In Africa, women already dominate the informal economy. In addition to the risks of unstable earnings and no access to health insurance or to other economic and social safety nets, women carry the double burden of informal work and care responsibilities in the home. They experience a disproportionate impact from lack of access to social protection. They are more likely to experience discrimination in accessing financial and other services. And they are more likely to be intimidated and abused by others in the informal sector.
3. Growing inequalities accompany growth. Tigers have succeeded in reducing poverty to varying degrees. But inequality has increased. A wide range of studies track the polarising impacts of changes in labour market and income distribution at both economic and social levels across the region. There’s a common pattern: highly skilled workers with more education see their incomes rise as those of low-skilled workers either stagnate or reduce. This trend is disproportionately felt by women. The pay gap is apparent even in countries where women have higher education attainment than men, such as Taiwan.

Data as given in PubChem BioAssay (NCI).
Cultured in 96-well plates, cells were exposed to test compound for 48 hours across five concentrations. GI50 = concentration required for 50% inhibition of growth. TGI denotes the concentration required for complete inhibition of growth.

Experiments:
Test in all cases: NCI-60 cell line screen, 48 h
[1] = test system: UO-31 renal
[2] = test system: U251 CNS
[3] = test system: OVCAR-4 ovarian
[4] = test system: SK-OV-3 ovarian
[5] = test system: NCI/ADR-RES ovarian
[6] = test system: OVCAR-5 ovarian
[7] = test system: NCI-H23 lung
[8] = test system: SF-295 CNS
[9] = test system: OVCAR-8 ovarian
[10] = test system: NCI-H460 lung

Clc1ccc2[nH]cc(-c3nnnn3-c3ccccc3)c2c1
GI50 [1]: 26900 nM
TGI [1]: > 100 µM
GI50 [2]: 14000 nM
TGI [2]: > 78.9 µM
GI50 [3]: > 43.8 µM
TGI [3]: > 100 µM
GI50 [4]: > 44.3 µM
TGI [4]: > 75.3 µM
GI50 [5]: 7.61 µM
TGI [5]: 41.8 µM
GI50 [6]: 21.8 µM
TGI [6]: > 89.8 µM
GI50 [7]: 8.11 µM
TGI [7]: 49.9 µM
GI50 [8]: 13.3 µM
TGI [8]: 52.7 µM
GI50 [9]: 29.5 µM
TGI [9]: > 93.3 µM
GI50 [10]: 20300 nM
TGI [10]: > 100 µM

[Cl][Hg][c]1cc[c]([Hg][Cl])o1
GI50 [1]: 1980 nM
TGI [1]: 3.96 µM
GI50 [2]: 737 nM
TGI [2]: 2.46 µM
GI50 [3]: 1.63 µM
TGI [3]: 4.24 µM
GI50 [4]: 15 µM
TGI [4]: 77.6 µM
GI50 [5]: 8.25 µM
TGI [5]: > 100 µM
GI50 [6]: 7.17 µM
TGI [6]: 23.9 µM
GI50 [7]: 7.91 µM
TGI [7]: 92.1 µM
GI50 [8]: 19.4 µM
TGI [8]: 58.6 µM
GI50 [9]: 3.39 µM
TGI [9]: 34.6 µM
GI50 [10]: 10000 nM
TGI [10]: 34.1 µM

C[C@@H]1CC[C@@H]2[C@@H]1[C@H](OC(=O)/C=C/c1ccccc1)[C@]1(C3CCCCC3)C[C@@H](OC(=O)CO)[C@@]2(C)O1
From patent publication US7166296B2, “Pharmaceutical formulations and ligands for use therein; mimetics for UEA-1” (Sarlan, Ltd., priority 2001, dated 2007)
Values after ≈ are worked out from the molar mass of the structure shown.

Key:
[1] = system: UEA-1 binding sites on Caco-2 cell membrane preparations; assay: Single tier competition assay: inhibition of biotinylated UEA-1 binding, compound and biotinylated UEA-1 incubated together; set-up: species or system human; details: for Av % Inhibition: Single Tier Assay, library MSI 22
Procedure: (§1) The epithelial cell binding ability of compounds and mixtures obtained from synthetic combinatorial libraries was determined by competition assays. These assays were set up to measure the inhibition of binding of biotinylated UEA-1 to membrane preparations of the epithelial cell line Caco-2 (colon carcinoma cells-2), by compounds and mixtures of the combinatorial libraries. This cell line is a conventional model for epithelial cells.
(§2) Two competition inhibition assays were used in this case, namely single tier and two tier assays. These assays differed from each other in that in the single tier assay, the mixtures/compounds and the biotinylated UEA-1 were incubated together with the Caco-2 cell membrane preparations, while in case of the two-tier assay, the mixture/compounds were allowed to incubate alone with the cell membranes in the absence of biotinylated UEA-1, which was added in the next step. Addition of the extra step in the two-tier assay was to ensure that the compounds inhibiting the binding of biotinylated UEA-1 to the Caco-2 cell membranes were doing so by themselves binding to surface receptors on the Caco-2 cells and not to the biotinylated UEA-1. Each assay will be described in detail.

Widening inequalities are already a feature of many African states. In the absence of state policies to regulate wages, such inequalities are likely to deepen.
4. A crisis in social reproduction. The impossibility of juggling paid work with unpaid work at home and within the community has resulted in a crisis in social reproduction in Asia. Studies show increases in marriage age, decreases in fertility rates and growing numbers of divorces across the region. This may signal a newfound independence among Asian women – but it also represents a broader crisis in family life.
This crisis also threatens the very economic system which depends on it. African countries don’t usually have state support for family and community care. A similar crisis seems inevitable on the continent, where the nature and composition of families is already rapidly changing.
What can be done?